Increasing the adoption and implementation of evidence-based policies and practices is a key strategy for improving public health. Although there is widespread agreement about the importance of implementing evidence-based public health policies and practices, there are gaps between what has been shown to be effective and what is implemented at the state level.Objective:
The Centers for Disease Control and Prevention (CDC) developed the Prevention Status Reports (PSRs), a performance measurement system, to highlight evidence-based public health policies and practices and catalyze state performance and quality improvement efforts across the nation.Design:
CDC selected a set of 10 topics representing some of the most important public health challenges in the nation. Stakeholders, including state health departments and other partners, helped conceptualize the PSRs and informed the development of the PSR framework, which provides an organizational structure for the system. CDC subject matter experts developed criteria for selecting policies and practices, indicators for each policy and practice, and a criteria-based rating system for each indicator.Participants and Setting:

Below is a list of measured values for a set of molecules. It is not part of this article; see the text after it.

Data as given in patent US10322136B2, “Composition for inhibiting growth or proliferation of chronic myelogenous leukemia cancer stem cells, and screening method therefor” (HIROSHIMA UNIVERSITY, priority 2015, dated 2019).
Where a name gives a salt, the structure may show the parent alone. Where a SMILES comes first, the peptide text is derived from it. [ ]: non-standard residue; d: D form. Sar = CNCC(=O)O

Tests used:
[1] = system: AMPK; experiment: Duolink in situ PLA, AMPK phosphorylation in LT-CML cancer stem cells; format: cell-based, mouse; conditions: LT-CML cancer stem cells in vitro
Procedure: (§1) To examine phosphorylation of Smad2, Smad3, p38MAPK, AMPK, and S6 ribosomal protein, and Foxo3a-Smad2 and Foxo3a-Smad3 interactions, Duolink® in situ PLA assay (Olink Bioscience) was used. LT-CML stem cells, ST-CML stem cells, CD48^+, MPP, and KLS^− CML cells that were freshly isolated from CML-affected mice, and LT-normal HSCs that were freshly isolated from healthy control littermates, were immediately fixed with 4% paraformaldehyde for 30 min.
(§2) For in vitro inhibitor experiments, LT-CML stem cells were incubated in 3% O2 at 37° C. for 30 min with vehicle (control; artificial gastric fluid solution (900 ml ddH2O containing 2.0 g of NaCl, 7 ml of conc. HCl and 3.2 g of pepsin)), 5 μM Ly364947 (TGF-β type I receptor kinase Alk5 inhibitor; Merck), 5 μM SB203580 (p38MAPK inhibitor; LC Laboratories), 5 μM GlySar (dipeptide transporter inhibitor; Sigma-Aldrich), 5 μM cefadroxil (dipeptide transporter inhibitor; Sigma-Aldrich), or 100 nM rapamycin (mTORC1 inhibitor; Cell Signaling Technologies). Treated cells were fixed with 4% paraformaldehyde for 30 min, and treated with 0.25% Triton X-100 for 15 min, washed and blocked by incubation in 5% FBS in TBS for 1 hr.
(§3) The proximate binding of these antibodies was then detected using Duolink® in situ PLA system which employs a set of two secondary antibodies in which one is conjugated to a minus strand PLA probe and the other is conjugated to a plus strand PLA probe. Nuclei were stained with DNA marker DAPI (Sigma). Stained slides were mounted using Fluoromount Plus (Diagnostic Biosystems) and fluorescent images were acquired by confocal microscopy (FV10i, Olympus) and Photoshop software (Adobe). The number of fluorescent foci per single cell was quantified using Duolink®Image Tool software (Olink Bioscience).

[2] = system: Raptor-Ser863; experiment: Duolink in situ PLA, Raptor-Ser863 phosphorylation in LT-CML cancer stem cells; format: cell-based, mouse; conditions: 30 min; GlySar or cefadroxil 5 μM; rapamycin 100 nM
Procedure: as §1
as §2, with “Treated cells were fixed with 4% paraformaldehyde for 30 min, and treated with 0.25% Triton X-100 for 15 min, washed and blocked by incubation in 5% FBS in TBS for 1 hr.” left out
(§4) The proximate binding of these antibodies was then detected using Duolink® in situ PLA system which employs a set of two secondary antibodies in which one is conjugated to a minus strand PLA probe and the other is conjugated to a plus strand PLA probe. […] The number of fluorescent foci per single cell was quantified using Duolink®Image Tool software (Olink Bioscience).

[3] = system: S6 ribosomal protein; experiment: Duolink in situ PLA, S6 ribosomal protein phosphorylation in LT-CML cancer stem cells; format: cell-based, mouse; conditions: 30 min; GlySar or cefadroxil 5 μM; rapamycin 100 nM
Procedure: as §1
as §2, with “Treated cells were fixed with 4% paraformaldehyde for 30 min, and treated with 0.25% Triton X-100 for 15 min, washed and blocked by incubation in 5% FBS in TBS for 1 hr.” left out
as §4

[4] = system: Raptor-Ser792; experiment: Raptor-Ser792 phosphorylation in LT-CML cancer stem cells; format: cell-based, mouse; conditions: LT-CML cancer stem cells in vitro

The PSRs were developed for all 50 states and the District of Columbia.Main Outcome:
The PSRs were developed and serve as a performance measurement system for monitoring the adoption, reach, and implementation fidelity of evidence-based public health policies and practices nationwide.Results:
The PSRs include 33 policy and practice indicators across the 10 health topics. They use a simple 3-level rating system—green, yellow, and red—to report the extent to which each state (and the District of Columbia) has implemented the policy or practice in accordance with supporting evidence or expert recommendations. Results from aggregate analyses show positive change or improvement.Conclusion:
The PSRs are a unique part of CDC's work to improve the performance and accountability of the public health system, serving as both a monitoring tool and a call to action to improve health outcomes. The PSRs can be used to track the reach of and fidelity to evidence-based policies and practices nationally over time, as well as inform state efforts to improve their use of evidence-based policies and practice.